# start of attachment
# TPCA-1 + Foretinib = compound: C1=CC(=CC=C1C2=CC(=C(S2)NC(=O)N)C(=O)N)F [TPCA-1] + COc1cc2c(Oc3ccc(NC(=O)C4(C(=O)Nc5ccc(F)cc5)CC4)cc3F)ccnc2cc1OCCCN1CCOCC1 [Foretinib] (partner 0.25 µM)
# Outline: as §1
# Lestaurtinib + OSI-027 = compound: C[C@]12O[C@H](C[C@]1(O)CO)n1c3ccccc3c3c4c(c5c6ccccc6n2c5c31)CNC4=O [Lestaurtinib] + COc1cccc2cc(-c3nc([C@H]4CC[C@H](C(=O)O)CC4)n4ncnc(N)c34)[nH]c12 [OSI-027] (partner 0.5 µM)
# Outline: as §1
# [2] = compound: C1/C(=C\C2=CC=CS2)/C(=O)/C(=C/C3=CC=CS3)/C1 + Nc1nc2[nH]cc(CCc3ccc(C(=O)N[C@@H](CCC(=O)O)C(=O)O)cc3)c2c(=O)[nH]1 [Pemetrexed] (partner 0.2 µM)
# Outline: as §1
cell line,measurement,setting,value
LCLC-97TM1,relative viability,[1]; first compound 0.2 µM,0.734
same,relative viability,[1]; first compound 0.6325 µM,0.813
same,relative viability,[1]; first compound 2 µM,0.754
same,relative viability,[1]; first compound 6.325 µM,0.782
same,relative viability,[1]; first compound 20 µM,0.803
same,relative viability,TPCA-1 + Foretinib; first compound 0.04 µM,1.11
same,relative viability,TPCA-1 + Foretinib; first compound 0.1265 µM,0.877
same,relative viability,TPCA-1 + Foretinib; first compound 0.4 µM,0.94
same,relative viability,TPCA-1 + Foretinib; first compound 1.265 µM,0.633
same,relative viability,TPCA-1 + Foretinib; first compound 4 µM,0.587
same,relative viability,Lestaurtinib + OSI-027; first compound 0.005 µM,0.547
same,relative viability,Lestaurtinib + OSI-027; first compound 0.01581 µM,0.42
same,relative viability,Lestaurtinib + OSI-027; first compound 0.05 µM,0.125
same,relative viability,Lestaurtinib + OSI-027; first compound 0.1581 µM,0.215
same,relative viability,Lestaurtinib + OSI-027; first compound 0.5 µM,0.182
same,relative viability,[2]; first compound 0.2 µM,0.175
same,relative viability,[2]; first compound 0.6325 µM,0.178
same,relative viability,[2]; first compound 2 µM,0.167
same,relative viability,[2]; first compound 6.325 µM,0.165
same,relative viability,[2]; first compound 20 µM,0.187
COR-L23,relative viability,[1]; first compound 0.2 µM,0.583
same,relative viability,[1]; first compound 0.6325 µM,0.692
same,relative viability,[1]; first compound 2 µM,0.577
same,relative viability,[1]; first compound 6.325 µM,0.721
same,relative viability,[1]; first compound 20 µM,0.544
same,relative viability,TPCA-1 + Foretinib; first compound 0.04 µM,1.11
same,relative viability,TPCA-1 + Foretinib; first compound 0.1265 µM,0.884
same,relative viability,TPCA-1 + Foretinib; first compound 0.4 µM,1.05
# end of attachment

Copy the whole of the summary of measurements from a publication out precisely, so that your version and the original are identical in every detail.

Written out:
# TPCA-1 + Foretinib = compound: C1=CC(=CC=C1C2=CC(=C(S2)NC(=O)N)C(=O)N)F [TPCA-1] + COc1cc2c(Oc3ccc(NC(=O)C4(C(=O)Nc5ccc(F)cc5)CC4)cc3F)ccnc2cc1OCCCN1CCOCC1 [Foretinib] (partner 0.25 µM)
# Outline: as §1
# Lestaurtinib + OSI-027 = compound: C[C@]12O[C@H](C[C@]1(O)CO)n1c3ccccc3c3c4c(c5c6ccccc6n2c5c31)CNC4=O [Lestaurtinib] + COc1cccc2cc(-c3nc([C@H]4CC[C@H](C(=O)O)CC4)n4ncnc(N)c34)[nH]c12 [OSI-027] (partner 0.5 µM)
# Outline: as §1
# [2] = compound: C1/C(=C\C2=CC=CS2)/C(=O)/C(=C/C3=CC=CS3)/C1 + Nc1nc2[nH]cc(CCc3ccc(C(=O)N[C@@H](CCC(=O)O)C(=O)O)cc3)c2c(=O)[nH]1 [Pemetrexed] (partner 0.2 µM)
# Outline: as §1
cell line,measurement,setting,value
LCLC-97TM1,relative viability,[1]; first compound 0.2 µM,0.734
same,relative viability,[1]; first compound 0.6325 µM,0.813
same,relative viability,[1]; first compound 2 µM,0.754
same,relative viability,[1]; first compound 6.325 µM,0.782
same,relative viability,[1]; first compound 20 µM,0.803
same,relative viability,TPCA-1 + Foretinib; first compound 0.04 µM,1.11
same,relative viability,TPCA-1 + Foretinib; first compound 0.1265 µM,0.877
same,relative viability,TPCA-1 + Foretinib; first compound 0.4 µM,0.94
same,relative viability,TPCA-1 + Foretinib; first compound 1.265 µM,0.633
same,relative viability,TPCA-1 + Foretinib; first compound 4 µM,0.587
same,relative viability,Lestaurtinib + OSI-027; first compound 0.005 µM,0.547
same,relative viability,Lestaurtinib + OSI-027; first compound 0.01581 µM,0.42
same,relative viability,Lestaurtinib + OSI-027; first compound 0.05 µM,0.125
same,relative viability,Lestaurtinib + OSI-027; first compound 0.1581 µM,0.215
same,relative viability,Lestaurtinib + OSI-027; first compound 0.5 µM,0.182
same,relative viability,[2]; first compound 0.2 µM,0.175
same,relative viability,[2]; first compound 0.6325 µM,0.178
same,relative viability,[2]; first compound 2 µM,0.167
same,relative viability,[2]; first compound 6.325 µM,0.165
same,relative viability,[2]; first compound 20 µM,0.187
COR-L23,relative viability,[1]; first compound 0.2 µM,0.583
same,relative viability,[1]; first compound 0.6325 µM,0.692
same,relative viability,[1]; first compound 2 µM,0.577
same,relative viability,[1]; first compound 6.325 µM,0.721
same,relative viability,[1]; first compound 20 µM,0.544
same,relative viability,TPCA-1 + Foretinib; first compound 0.04 µM,1.11
same,relative viability,TPCA-1 + Foretinib; first compound 0.1265 µM,0.884
same,relative viability,TPCA-1 + Foretinib; first compound 0.4 µM,1.05